US pending home sales surged to a nine-year high in April in a strong start to the prime spring season, the National Association of Realtors said Thursday.
Contracts signed for home purchases leaped a more-than-expected 3.4 percent from March, pushing the NAR pending home sales index to 112.4 the highest level since May 2006. It was the fourth straight month of gains.
Analysts on average had estimated a modest 1.0 percent rise in pending sales.
Compared with a year ago, April pending home sales were up 14.0 percent, the largest annual gain since September 2012.
All four major regions in the country saw increases last month, led by the northeast and the midwest, and price increases were accelerating in many markets, NAR said.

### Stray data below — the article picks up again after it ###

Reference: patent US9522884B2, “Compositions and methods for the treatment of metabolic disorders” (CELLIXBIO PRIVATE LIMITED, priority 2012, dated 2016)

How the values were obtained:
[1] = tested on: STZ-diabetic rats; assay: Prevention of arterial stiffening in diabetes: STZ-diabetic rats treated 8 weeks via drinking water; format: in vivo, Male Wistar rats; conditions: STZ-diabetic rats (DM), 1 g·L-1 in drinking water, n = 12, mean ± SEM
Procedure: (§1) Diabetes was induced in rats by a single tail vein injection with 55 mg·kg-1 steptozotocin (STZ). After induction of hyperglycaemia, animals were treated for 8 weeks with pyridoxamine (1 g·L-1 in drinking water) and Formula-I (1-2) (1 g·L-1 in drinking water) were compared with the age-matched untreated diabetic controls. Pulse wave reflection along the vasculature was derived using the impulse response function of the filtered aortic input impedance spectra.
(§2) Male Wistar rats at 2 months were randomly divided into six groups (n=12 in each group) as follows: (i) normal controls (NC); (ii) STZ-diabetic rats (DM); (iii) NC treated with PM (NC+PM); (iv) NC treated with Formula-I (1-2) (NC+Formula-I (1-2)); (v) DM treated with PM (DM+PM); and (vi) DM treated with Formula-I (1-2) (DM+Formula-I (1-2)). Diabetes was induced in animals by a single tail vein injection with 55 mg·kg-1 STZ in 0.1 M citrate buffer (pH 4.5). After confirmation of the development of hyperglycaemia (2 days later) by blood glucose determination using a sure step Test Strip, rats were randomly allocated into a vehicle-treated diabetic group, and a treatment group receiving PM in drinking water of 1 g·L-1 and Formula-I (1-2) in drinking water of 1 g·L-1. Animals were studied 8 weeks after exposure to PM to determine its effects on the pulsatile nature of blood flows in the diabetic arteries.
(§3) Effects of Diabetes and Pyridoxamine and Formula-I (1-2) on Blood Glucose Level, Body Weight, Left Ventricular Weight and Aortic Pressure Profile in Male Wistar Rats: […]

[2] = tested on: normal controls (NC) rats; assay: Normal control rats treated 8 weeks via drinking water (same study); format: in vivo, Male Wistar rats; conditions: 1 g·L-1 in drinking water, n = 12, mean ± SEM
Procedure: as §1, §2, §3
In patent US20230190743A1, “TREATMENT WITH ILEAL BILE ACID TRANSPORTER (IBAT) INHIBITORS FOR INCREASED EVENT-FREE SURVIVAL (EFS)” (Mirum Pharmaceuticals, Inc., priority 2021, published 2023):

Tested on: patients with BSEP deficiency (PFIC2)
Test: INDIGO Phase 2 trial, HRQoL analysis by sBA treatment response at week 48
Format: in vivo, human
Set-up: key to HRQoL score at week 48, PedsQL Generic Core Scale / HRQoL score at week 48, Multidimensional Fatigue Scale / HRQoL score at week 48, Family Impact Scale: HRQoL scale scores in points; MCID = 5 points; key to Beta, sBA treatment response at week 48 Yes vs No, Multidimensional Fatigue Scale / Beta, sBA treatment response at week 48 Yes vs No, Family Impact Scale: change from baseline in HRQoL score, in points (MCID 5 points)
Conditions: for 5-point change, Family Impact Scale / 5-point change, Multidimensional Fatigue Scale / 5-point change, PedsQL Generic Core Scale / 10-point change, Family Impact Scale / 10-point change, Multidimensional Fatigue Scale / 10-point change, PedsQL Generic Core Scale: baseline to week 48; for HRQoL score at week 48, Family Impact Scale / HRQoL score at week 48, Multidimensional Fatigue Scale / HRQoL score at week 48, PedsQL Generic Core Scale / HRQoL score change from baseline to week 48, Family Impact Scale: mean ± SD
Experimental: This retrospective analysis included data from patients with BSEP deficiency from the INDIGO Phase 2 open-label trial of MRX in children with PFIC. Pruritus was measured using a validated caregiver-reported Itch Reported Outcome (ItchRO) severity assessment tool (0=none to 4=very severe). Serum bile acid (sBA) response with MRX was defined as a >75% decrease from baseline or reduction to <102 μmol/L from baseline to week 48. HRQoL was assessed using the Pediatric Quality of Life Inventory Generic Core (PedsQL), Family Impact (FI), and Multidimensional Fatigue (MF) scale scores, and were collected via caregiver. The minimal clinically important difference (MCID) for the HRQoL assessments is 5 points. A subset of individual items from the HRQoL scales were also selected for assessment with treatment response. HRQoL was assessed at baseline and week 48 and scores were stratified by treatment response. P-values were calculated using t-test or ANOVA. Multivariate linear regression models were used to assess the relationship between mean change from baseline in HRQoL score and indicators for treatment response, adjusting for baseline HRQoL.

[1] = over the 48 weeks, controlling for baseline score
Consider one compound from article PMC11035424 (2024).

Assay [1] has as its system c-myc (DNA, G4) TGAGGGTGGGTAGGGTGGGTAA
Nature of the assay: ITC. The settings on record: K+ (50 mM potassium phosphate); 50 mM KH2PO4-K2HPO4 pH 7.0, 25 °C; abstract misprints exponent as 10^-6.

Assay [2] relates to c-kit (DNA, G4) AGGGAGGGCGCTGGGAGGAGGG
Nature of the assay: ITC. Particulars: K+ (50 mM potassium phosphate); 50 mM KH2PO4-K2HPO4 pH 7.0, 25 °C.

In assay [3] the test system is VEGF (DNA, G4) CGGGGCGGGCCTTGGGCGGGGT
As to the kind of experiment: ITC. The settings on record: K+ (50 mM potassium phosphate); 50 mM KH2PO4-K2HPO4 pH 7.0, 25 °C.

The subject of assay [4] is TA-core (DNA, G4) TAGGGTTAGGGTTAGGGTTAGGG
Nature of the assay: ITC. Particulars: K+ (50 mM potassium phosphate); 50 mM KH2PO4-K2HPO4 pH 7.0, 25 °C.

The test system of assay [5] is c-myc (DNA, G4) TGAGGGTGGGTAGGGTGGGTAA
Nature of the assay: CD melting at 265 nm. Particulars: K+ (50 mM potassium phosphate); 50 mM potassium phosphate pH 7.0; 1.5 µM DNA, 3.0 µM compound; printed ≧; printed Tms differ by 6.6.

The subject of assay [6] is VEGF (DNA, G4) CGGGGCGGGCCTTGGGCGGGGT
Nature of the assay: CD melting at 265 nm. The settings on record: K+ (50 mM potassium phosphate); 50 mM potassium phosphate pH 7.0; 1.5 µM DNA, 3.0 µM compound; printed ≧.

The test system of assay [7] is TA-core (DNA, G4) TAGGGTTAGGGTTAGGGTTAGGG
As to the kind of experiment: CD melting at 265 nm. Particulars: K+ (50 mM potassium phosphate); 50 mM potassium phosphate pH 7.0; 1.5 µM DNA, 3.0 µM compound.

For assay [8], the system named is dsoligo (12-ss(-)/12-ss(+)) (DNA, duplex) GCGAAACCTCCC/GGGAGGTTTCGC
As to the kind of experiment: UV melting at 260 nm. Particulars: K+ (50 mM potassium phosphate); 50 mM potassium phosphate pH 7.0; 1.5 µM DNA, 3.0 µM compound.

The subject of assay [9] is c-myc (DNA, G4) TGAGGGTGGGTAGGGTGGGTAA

"Realtors are saying foot traffic remains elevated this spring despite limited -- and in some cases severe -- inventory shortages in many metro areas," he said. “Homeowners looking to sell this spring appear to be in the driver's seat, as there are more buyers competing for a limited number of homes available for sale."
Jim O'Sullivan, chief US economist at High Frequency Economics, said the April data added to evidence that home sales were trending higher, signaling better growth for the economy.
"Housing is an important reason why the trend in growth looks much stronger for non-manufacturing -- and the overall economy -- than for manufacturing now," O'Sullivan said.